Common Name(s): Jicarillo
Scientific Name: Eschweilera spp.?
(frequently mislabeled as Brosimum guianensis)
Tree Size: No data available
Average Dried Weight: 63 lbs/ft3 (1,000 kg/m3)
Specific Gravity (Basic, 12% MC): .77, 1.00
Janka Hardness: 2,360 lbf (10,490 N)*
*Estimated hardness based on specific gravity
Modulus of Rupture: No data available
Elastic Modulus: No data available
Crushing Strength: No data available
Shrinkage: No data available
Color/Appearance: Heartwood tends to be a light to medium reddish brown, with darker black streaks mixed throughout. Sharply demarcated sapwood is a grayish white.
Grain/Texture: Uniform medium to fine texture with good natural luster.
Endgrain: Diffuse-porous; primarily in clusters and radial multiples; large pores arranged radially, few to very few; tyloses common; parenchyma diffuse-in-aggregates, reticulate; narrow rays, spacing fairly close.
Rot Resistance: Reported to have good rot resistance.
Workability: No data available.
Odor: No characteristic odor.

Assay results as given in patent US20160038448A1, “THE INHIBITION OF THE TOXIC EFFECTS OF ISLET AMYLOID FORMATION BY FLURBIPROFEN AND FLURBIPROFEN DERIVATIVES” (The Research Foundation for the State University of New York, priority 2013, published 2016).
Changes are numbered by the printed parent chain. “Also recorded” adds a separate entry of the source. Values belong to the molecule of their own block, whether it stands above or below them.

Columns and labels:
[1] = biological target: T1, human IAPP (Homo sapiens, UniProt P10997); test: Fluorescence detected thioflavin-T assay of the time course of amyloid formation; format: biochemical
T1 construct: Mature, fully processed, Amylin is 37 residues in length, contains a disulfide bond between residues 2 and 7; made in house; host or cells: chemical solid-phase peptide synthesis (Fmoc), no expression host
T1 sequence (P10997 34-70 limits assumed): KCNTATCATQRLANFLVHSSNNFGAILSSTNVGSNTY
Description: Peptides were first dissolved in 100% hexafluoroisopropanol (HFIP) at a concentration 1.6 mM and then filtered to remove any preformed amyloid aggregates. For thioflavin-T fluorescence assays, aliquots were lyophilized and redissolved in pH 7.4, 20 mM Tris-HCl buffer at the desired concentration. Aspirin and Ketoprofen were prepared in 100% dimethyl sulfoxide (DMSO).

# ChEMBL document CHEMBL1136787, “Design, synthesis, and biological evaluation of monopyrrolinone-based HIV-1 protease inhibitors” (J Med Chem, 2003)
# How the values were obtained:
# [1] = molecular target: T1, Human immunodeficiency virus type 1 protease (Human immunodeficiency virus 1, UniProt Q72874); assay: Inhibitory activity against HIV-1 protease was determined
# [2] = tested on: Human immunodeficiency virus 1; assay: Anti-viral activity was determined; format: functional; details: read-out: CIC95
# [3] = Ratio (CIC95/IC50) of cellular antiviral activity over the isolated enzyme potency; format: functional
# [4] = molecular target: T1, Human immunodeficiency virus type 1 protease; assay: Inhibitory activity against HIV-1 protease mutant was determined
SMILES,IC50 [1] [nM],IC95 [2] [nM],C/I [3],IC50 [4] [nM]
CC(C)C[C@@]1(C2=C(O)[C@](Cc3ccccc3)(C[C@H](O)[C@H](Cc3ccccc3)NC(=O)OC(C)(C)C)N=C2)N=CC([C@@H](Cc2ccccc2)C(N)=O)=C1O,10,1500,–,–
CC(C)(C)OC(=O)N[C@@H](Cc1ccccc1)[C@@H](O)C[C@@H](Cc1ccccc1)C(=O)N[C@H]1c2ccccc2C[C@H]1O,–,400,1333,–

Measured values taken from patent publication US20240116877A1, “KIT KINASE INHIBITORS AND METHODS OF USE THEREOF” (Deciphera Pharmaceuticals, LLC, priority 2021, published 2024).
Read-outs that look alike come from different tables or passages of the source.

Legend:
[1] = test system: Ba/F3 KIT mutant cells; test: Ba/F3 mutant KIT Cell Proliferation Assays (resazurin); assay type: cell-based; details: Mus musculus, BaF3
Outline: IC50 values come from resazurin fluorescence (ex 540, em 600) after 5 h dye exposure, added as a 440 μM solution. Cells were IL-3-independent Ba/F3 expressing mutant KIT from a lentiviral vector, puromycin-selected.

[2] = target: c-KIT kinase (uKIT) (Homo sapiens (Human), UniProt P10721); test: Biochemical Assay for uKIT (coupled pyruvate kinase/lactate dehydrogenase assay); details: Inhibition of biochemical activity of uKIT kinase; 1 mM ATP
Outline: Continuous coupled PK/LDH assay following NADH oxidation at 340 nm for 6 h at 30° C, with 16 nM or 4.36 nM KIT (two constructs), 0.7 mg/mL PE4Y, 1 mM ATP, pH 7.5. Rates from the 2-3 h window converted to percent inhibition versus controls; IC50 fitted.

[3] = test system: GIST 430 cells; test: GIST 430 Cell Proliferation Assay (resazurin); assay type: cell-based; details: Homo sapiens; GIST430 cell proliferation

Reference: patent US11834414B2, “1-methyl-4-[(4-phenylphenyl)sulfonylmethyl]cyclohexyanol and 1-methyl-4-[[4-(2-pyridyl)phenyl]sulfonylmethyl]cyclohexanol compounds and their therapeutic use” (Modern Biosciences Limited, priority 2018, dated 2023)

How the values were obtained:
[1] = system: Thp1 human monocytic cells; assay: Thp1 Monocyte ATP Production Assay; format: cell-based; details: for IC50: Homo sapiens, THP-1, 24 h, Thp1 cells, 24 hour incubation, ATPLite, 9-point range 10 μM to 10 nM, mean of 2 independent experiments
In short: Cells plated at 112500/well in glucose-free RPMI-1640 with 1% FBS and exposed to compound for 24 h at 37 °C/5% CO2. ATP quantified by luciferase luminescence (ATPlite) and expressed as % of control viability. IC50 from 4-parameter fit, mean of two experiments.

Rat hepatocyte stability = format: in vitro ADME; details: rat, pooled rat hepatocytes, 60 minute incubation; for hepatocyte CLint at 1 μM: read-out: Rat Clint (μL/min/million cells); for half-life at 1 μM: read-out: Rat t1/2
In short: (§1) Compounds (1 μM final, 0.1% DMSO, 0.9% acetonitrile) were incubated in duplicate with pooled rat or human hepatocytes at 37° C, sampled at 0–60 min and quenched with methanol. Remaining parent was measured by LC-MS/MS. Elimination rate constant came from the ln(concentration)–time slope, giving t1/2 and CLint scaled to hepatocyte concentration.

Allergies/Toxicity: Besides the standard health risks associated with any type of wood dust, no further health reactions have been associated with Jicarillo. See the articles Wood Allergies and Toxicity and Wood Dust Safety for more information.
Pricing/Availability: Generally only available as smaller turning blanks or craft blanks. Prices are in the mid to upper range for an imported hardwood.
Sustainability: This wood species is not listed in the CITES Appendices, but many Eschweilera species are on the IUCN Red List, including Eschweilera mexicana. It is listed as vulnerable due to a population reduction of over 20% in the past three generations, caused by a decline in its natural range.
Common Uses: Furniture, knife scales, turned objects, and other small specialty wood items.
Comments: Purported to be a relative of snakewood, jicarillo is a dense and hard wood from Central America. The commonly reported scientific name by retailers, Brosimum guianensis, is completely unsubstantiated from any credible scientific sources. Anatomically, the wood bears a strong resemblance to Eschweilera species, and Eschweilera mexicana in particular is also known by the common name jicarillo.